No more rice Christians: As part of a movement to discourage evangelical Christians from proselytizing among the poorest people, Himachal Pradesh has become the fifth state in India to pass legislation banning “forced religious conversions.” Anyone who converts must give the district magistrate 30 days notice, and anyone who converts another person “by the use of force or by inducement or by any other fraudulent means” is subject to two years’ imprisonment, a fine or both. Inducement is defined to include giving gifts. This rule puts Christians in a bind since they see it as part of their mission to feed the poor. Conversion to Christianity or Buddhism is often seen as a path out of India’s caste system. The other four states with similar legislation are ruled by the Hindu nationalist Bharatiya Janata Party, but Himachal Pradesh is currently ruled by the secular Congress Party (Christian Science Monitor, May 23).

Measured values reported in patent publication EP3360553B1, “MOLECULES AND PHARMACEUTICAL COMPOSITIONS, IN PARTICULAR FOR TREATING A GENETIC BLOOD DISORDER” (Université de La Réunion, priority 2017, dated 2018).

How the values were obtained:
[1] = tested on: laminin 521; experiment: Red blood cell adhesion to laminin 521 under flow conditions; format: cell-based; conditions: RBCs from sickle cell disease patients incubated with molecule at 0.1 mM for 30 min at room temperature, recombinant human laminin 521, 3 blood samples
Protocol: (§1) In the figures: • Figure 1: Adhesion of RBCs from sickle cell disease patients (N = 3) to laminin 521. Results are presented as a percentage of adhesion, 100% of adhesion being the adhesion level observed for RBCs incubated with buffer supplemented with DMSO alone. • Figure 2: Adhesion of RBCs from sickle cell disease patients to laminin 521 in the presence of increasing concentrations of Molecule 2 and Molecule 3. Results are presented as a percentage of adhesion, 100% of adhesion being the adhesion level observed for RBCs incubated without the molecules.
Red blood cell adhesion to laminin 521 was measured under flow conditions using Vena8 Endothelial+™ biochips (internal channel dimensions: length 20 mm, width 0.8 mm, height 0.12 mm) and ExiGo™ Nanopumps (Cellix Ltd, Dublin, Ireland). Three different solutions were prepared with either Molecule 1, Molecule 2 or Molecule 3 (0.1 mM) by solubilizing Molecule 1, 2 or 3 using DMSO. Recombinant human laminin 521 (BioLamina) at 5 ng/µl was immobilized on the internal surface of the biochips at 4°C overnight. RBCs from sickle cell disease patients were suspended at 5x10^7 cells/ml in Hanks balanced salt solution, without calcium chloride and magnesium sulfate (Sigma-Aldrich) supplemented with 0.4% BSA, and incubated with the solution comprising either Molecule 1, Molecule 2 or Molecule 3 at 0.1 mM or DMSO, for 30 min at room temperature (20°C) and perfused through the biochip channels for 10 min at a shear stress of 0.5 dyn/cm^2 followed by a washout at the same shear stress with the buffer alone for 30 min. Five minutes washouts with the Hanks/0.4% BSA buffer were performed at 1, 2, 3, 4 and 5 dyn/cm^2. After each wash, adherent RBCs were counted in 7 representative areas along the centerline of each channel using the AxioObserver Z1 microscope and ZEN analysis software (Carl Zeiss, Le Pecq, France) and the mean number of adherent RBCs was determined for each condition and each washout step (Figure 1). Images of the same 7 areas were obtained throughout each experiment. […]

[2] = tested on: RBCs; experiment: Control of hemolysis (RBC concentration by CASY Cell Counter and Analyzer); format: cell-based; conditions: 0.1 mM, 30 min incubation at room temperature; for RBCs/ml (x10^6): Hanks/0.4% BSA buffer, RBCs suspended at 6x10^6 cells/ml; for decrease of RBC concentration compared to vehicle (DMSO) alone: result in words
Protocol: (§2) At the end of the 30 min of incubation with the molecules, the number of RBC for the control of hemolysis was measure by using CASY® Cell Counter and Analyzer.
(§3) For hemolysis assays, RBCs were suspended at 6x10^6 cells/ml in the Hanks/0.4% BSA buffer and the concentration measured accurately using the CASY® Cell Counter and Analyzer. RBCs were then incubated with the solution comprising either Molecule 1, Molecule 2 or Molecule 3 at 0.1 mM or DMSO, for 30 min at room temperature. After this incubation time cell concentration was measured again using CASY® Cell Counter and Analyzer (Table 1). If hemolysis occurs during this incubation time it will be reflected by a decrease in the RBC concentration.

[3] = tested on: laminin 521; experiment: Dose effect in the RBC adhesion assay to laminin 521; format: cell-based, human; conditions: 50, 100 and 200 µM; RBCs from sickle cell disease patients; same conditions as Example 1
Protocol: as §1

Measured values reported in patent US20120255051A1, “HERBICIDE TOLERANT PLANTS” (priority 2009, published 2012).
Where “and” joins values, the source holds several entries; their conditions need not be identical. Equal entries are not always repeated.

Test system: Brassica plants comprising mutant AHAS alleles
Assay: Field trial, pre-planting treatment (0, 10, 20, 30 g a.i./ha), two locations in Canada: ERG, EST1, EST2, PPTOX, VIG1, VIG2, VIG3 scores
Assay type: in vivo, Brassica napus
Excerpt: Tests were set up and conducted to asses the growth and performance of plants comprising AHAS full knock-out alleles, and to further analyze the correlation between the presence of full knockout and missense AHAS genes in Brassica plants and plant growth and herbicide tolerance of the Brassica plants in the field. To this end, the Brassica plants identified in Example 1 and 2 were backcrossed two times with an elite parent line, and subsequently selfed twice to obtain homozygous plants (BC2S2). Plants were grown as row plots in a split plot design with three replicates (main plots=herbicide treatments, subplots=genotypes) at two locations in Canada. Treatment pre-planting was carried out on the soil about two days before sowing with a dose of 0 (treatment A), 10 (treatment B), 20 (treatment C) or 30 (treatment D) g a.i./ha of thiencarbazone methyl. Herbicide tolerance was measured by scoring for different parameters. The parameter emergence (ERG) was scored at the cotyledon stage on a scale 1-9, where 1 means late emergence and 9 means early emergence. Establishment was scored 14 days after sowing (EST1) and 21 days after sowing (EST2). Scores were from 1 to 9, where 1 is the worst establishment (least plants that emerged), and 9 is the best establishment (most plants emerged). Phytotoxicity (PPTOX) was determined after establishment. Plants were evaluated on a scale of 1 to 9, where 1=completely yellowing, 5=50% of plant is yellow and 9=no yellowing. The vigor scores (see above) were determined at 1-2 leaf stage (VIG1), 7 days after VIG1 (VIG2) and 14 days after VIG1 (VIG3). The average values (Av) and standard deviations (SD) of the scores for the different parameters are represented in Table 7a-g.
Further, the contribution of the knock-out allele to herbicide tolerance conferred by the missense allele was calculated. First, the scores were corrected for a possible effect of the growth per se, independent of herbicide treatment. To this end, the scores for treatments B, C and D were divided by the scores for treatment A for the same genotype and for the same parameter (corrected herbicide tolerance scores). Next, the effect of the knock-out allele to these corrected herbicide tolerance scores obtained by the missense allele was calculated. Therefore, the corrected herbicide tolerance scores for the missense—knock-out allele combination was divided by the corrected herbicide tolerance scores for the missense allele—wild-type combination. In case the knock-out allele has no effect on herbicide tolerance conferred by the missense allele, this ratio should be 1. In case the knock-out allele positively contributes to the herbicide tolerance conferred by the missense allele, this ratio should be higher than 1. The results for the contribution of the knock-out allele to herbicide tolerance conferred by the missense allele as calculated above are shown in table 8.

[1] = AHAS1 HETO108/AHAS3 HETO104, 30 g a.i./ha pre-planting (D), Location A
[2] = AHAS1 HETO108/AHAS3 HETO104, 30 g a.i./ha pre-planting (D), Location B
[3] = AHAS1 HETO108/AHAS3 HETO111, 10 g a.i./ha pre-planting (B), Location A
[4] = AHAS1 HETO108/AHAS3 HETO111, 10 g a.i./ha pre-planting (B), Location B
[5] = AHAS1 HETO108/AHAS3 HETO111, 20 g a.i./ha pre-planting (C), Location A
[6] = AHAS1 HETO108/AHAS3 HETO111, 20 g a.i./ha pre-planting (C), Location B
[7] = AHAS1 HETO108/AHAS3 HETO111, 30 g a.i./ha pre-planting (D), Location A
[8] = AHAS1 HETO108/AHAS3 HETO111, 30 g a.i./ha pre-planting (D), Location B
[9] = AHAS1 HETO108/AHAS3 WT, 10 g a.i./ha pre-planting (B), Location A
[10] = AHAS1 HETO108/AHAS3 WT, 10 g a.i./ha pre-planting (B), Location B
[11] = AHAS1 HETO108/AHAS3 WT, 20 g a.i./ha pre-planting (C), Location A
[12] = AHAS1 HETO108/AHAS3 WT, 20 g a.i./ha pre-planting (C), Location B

For shame: Sexual violence against women and children has long been used by combatants as a tool in war, but sexual violence is also being perpetrated by another group of persons, according to Elizabeth G. Ferris: humanitarian workers and peacekeepers charged to aid and protect displaced peoples and refugees in conflict situations. “You people should have taken care of me. Instead you abandoned me,” a child was quoted as saying in a study of three African countries conducted by the Office of the United Nations High Commissioner for Refugees. The study revealed that humanitarian workers were exchanging food, medical care and other goods for sexual favors. Parents even used their children as a means of getting help for their families. “If your family does not have a girl, your family is in crisis,” a refugee mother said in Sierra Leone. Girls 13 to 18 are the most vulnerable. The UNHCR study concluded that this sexual exploitation takes place with impunity—no aid worker had been disciplined or lost his job on account of it. Most of the persons guilty of this exploitation were national staff, not expatriates (Signs: Journal of Women in Culture and Society, Spring).